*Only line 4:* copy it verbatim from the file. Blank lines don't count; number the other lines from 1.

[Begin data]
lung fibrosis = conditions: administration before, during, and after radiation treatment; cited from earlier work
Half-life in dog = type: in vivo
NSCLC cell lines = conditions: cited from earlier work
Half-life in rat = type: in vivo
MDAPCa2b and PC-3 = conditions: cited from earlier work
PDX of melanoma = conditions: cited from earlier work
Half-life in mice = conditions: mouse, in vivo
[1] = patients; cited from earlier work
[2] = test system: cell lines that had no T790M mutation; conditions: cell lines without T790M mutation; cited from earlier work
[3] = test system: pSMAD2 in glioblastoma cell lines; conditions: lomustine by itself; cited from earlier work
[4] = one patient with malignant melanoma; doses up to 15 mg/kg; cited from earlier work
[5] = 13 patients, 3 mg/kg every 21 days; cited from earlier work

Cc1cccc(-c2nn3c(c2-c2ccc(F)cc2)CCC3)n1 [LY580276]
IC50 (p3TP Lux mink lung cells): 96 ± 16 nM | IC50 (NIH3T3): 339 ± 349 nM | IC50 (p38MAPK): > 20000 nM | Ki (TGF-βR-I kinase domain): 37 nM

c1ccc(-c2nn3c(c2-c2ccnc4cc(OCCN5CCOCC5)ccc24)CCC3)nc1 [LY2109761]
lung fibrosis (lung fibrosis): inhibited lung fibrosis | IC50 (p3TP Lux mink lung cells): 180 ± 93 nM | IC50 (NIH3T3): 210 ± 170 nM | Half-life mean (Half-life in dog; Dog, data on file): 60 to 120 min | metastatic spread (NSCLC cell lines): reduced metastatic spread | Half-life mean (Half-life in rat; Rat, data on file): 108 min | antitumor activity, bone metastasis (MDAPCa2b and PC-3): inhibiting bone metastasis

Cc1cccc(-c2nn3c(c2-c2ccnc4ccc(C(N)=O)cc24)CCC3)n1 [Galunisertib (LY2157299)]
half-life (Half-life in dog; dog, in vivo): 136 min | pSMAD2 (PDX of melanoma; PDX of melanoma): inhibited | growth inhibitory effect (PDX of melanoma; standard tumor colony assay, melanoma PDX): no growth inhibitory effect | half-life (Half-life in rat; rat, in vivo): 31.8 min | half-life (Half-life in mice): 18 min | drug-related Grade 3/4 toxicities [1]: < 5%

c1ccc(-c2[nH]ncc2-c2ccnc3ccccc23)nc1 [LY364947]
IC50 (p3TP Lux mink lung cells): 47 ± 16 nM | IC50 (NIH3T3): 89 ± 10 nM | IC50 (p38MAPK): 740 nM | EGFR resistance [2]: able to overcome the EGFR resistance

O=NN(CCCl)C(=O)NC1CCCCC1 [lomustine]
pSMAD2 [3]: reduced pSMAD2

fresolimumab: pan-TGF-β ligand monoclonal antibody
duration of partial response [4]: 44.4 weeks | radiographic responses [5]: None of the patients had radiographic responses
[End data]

Half-life in rat = type: in vivo